Across the counter from the American people sits Mike Bloomberg. His legs crossed and hands occupied writing a check, he looks to us over reading glasses and asks curtly “how much for the Presidency?”
American business is a backbone of the history of this country. It propelled us from a farm economy to modernity, it put us over the top in the second World War, and it made the United States the most powerful nation in the world. It also built Mike Bloomberg. The man wealthier than some African and South American nations believes his acumen in the business world and the former mayor of the largest city in the country, much like the man he hopes is his predecessor, is his ticket to the Oval Office.
But unlike Donald Trump, Bloomberg didn’t come down a gold-plated escalator from his own tower in Manhattan to cheers. Instead, he tepidly stuck a foot into the water to explore a run that many hoped he wouldn’t take into an already crowded field. The former Republican mayor, media and financial mogul, current billionaire, and philosophically enigmatic candidate for President ultimately decided his way into the race was to ignore the problems with his record and to start burning millions of dollars like Mickey Mouse shoveling coal into a steam train’s furnace in an old-time Disney movie. Nevermind the problems with race relations between African-American communities in New York City, with stop-and-frisk and the well-documented problems with police brutality in the city. Forget for a second the problems of how wildly out of touch a local leader has to be to think banning sodas over a certain size would solve obesity, rather than addressing poverty as a root cause of obesity.
Forget all of it. Think about what it means that in America, deep pockets mean that you can buy 10% in the polls. Spending more than some nations will produce in a year on advertisements will buy you 12%, as a Morning Consult poll has Bloomberg today. Do we want to live in a country where being able to connect to voters matters, or should we just run our campaigns on TV?
If you think Tom Steyer, the other billionaire in this race, is off the hook simply because he espouses progressive values then I would direct you to his theft of data from Kamala Harris and his attempt to buy endorsements. I would direct you to his policies being largely copycat from actual progressive politicians in the race. He, too, is buying up ads in Nevada and South Carolina, which has kept up the appearance of his viability. So again, we must ask ourselves, at what point do we say enough is enough buying elections from the American people? Are we comfortable selling our votes?
In an election, where not only American Democracy is on the ballot with defeating Trump, but where corruption is on the record do we really want to reward those who use their business instinct to buy open elections? How many vapid, vainglorious billionaires should we elect before we understand that there is not way in which they can possibly understand the struggle of living on two minimum wage jobs? How many passes should they get from a press which one of them has an actual company in? How many times will we kick the can down the road on corruption before we elect someone interested in actually doing something?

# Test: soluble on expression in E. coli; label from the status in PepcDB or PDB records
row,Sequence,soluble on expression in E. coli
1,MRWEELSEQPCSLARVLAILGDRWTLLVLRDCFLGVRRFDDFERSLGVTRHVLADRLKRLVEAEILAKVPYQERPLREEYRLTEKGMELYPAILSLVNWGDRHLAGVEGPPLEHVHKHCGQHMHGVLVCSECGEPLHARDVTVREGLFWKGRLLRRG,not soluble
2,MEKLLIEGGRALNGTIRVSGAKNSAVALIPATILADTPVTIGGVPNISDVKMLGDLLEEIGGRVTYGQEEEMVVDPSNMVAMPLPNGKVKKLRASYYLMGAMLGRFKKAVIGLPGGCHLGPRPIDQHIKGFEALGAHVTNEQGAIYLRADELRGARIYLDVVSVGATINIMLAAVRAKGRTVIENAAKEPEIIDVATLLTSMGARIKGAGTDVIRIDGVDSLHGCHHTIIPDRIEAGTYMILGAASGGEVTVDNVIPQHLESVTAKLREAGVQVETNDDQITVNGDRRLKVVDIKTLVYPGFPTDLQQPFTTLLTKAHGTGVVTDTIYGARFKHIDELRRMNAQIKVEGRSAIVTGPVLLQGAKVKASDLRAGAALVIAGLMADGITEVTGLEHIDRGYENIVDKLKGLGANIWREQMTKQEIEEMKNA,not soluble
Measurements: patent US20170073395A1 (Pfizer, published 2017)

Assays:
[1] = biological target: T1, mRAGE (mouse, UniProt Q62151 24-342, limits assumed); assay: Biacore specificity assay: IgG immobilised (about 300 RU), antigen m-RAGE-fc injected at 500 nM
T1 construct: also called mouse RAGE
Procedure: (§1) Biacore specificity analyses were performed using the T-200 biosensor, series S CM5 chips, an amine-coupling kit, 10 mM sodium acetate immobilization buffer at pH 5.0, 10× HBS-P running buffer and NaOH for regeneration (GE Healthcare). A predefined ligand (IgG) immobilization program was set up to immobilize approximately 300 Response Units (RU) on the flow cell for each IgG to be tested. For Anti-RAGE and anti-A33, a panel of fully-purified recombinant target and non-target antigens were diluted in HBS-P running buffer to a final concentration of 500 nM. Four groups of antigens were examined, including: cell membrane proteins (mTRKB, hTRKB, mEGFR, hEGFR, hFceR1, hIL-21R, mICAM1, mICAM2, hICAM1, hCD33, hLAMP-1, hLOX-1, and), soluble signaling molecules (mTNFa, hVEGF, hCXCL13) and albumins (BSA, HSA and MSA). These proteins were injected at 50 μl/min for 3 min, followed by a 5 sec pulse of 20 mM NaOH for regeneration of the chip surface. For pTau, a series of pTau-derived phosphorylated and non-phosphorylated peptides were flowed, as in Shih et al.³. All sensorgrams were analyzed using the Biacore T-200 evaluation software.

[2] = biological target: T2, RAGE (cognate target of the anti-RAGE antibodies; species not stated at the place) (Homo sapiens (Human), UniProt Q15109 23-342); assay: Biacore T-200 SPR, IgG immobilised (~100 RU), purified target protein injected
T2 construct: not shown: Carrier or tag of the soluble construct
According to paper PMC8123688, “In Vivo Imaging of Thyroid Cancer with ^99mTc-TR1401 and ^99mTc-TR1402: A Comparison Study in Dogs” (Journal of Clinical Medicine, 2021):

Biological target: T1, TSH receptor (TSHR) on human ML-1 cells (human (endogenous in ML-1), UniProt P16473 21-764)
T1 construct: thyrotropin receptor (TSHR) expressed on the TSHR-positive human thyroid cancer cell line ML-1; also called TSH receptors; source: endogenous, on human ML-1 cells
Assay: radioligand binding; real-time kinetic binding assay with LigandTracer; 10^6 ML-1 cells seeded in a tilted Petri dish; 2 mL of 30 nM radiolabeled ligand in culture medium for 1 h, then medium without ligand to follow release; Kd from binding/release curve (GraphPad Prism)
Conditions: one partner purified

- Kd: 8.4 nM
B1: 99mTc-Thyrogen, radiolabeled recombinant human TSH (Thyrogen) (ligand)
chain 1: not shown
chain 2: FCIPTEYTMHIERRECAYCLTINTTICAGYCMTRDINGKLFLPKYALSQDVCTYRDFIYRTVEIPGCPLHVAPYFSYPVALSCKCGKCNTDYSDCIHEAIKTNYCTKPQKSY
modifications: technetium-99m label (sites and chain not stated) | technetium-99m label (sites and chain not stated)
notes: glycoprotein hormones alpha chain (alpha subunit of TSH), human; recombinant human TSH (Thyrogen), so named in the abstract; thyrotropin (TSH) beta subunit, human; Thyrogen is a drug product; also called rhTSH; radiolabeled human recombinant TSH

Lastly, how many times should we allow billionaires the power their money already gives them? Michael Bloomberg could buy the country of Sierra Leone. His personal wealth is 50 times the GDP of Gambia, and his yearly income is 10 times larger. His wealth is larger than the GDP of the state of Rhode Island. He holds the power with that wealth that could be his own nation. His companies could found and run a nation that would be able to get a rotating seat on the UN Security Council. Is this who deserves to be President, who wants to buy the Presidency? How much more power should we give men like Tom Steyer and Michael Bloomberg?
The answer is that they should close the checkbook on the Presidency, and their money should be spent on electing Democrats. Of course, party is secondary to their own power. There is not a billionaire in America who does not vote in their own self-interest. Bloomberg’s lack of a plan, and Steyer’s lack of originality are simply emblematic of the problems of the entitlement of capitalism in this country, and the lack of empathy from those who benefit from that system the most.
For the love of god, don’t give us another billionaire President.